The murder of Robert Wone is a tragic case. The circumstances of his murder are presented in the affidavit’s now famous, grim narrative of drugging, stabbing, and sexual assault. Yesterday, a prominent lawyer called me to point out two holes in the law man’s narrative involving the three—-Victor Zaborsky, Dylan Ward, and Joe Price—-now charged with obstruction of justice. The lawyer, who has zero involvement in this case, says these are holes any defense attorney would do well to exploit.

Defense attorneys have already started filing stuff in D.C. Superior Court. They may well turn their attention to these holes in the prosecutor’s case if they haven’t already.

Question No. 1

On pages five and six of the affidavit, Deputy Medical Examiner Lois Goslinoski notes that none of the knife wounds found on Wone would have rendered him “unconscious immediately.” And that “unless otherwise incapacitated (e.g. by being injected with some type of incapacitating or paralytic drug), Mr. Wone would have reacted instinctively to protect himself and/or physically fed off his attacker.” It goes on to state that no defensive wounds were found on Wone’s hands or forearms. The affidavit notes three needle marks on his body.

Then there is this. The Office of the Chief Medical Examiner did not find any incapacitating drugs in Wone’s system. Standard toxicology tests were performed but those tests only screen for a series of drugs like cocaine, methadone, carbon monoxide, meth, ethanol, and barbiturates, among others. “All of which were negative,” the affidavit states.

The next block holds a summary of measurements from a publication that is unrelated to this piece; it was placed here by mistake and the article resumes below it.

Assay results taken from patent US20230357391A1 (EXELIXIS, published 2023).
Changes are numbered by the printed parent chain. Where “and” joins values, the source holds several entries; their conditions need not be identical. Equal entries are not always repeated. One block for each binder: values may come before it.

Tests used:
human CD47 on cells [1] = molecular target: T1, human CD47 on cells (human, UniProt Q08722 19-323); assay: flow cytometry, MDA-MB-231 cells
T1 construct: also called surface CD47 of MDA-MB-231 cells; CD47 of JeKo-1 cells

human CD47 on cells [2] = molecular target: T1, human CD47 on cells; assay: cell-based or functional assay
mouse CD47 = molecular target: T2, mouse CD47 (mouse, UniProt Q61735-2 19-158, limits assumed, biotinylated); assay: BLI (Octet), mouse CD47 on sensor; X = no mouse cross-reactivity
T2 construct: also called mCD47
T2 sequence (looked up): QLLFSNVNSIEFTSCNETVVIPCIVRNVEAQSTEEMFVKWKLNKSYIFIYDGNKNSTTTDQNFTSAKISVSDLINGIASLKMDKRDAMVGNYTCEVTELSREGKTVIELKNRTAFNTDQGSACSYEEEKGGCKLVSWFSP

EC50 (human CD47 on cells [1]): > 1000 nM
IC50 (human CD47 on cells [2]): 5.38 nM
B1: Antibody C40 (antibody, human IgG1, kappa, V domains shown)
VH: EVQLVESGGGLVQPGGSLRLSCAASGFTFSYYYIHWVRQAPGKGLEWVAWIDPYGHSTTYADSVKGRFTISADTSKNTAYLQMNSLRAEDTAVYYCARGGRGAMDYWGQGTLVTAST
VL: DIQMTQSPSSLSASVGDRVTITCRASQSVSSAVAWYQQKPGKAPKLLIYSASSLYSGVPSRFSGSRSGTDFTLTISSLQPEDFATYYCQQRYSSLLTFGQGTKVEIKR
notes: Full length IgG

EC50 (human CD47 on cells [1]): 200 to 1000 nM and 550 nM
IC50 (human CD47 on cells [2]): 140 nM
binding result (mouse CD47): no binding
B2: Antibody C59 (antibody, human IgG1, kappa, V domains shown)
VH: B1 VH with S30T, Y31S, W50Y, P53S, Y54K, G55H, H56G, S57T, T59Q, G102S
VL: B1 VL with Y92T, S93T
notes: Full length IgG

Now here’s the admission of a possible mistake the defense attorneys will exploit: “However, there are various incapacitating or paralytic drugs for which no tests were run as there was no early indication—-in light of the statements that Price, Zaborsky and Ward gave to the police—-that Mr. Wone may have been injected with any such drugs while at the Swann Street residence,” the affidavit states.

Oops. Did the ME’s Office keep a sample of Wone’s blood to do further tests? Why wasn’t a more extensive toxicology test performed since the needle marks were surely noted and the lack of defense wounds were probably easily picked up? Who messed this up—-detectives or the ME’s Office?

Question No. 2

After the crime scene was processed, the affidavit reports, that “a ‘cadaver dog’ trained to detect human blood and human remains was taken through the house.” The dog alerted to possible blood in two locations—-the lint trap from a dryer located outside Ward’s bedroom, and an outside drain located “at the bottom of a set of stairs leading down to the rear entrance into the basement apartment.”

So did police crime techs swab the lint trap and drain and see if Wone’s blood was actually there? The affidavit doesn’t say whether Wone’s blood was found in those two places. If the police didn’t check for Wone’s DNA, why not?

*photo of Robert Wone by Model Minority.